Oliver Wolcott Library (1799)

June 25th, 2011 Posted in Federal Style, Houses, Libraries, Litchfield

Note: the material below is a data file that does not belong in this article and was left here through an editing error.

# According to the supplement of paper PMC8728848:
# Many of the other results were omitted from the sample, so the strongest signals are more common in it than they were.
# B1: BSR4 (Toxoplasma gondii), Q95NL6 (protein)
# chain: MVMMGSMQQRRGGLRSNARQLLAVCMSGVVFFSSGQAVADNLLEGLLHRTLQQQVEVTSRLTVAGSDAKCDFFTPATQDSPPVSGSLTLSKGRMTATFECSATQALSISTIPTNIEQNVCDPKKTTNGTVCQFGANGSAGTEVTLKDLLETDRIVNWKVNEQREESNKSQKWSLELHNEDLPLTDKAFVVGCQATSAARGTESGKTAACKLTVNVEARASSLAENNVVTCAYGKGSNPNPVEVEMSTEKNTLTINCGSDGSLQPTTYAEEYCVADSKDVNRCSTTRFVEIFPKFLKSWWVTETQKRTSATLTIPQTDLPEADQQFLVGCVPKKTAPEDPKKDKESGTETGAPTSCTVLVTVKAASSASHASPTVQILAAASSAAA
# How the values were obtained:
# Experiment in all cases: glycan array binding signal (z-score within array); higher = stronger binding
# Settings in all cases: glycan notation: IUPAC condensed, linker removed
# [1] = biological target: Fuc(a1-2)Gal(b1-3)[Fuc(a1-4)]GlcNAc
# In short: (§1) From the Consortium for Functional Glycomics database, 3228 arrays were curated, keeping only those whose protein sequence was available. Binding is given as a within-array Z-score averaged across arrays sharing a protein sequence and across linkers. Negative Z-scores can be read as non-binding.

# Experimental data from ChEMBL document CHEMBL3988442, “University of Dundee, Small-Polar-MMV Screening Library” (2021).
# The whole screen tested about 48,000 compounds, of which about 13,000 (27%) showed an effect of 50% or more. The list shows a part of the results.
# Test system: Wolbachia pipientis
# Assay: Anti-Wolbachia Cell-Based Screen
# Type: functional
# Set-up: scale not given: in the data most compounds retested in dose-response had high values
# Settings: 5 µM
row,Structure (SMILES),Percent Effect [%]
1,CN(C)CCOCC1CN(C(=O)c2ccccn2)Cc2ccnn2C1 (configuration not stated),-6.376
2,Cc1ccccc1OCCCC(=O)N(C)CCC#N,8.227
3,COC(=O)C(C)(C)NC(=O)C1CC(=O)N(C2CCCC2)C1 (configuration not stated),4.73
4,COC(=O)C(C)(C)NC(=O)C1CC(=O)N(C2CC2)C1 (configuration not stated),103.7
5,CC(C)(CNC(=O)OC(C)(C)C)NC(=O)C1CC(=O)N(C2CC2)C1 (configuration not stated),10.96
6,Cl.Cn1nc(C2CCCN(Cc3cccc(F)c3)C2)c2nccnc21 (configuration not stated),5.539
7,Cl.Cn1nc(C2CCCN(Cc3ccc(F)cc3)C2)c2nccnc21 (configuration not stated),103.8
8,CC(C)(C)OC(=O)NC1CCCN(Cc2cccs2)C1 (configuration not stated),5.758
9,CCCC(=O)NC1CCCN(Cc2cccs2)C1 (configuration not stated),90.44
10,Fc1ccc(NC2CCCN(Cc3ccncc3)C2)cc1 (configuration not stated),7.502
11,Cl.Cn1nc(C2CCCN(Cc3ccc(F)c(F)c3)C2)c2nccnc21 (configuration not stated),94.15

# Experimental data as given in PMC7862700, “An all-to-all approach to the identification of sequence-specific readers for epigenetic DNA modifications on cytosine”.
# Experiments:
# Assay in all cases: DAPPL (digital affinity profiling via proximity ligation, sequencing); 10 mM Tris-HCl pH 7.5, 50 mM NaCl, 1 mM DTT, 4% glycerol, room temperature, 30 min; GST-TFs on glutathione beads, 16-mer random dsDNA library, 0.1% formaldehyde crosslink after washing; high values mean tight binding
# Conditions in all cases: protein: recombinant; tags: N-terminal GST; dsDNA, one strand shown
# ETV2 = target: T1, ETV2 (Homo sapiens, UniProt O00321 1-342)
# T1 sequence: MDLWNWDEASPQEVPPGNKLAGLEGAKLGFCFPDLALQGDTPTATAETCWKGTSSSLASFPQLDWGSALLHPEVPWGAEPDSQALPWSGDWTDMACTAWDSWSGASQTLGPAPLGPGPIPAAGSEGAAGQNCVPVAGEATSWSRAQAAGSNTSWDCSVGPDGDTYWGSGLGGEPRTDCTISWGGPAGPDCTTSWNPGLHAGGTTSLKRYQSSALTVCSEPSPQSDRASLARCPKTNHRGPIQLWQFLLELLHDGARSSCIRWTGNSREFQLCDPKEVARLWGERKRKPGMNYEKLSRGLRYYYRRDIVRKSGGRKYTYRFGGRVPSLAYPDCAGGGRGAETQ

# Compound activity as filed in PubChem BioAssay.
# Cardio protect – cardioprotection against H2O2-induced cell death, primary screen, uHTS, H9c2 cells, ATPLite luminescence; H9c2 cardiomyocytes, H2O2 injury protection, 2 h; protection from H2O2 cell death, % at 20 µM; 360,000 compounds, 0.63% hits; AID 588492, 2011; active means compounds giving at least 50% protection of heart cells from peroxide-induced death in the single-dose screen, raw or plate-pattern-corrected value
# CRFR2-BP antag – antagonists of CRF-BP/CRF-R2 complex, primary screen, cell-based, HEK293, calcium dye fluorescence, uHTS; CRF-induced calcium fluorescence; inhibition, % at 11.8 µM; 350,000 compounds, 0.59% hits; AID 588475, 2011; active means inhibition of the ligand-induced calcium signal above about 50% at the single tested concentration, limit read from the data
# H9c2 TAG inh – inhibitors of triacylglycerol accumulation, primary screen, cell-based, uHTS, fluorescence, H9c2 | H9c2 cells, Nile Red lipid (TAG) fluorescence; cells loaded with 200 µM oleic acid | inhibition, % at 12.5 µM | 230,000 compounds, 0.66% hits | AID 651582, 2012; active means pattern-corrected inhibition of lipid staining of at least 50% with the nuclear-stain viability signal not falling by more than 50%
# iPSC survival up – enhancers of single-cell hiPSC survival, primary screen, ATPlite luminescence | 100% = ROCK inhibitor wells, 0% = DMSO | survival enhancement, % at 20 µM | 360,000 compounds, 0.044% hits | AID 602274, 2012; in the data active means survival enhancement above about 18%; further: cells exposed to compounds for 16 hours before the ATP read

The building at 160 South Street in Litchfield was built in 1799 as a house by Elijah Wadsworth. In 1814, it was purchased by Oliver Wolcott, Jr. The house was just across the street from the former home of his father, Oliver Wolcott, Sr., later occupied by his brother. Oliver, Sr. was a signer of the Declaration of Independence and Governor of Connecticut from 1796 to 1797. Oliver, Jr., who attended Yale and Tapping Reeve’s Litchfield Law School, served as Secretary of the Treasury under Washington and Adams, from 1795 to 1800, and as Governor of Connecticut, from 1817 to 1827. Wolcott added the two-story south wing to the Wadsworth House a few years after purchasing it. The house was given to the Litchfield Historical Society in 1963. The Society and the town library at that time shared the Noyes Memorial Building on the Green. The Society gave the Wolcott House to the library as its new home, in return for retaining the Noyes Building. The library hired Eliot Noyes and Associates of New Canaan to design a new modern wing at the rear of the Wolcott House, which began construction in 1965. The following year, the library moved into its new home and took the name Oliver Wolcott Library in honor of both Oliver Wolcott, Sr. and Oliver Wolcott, Jr.

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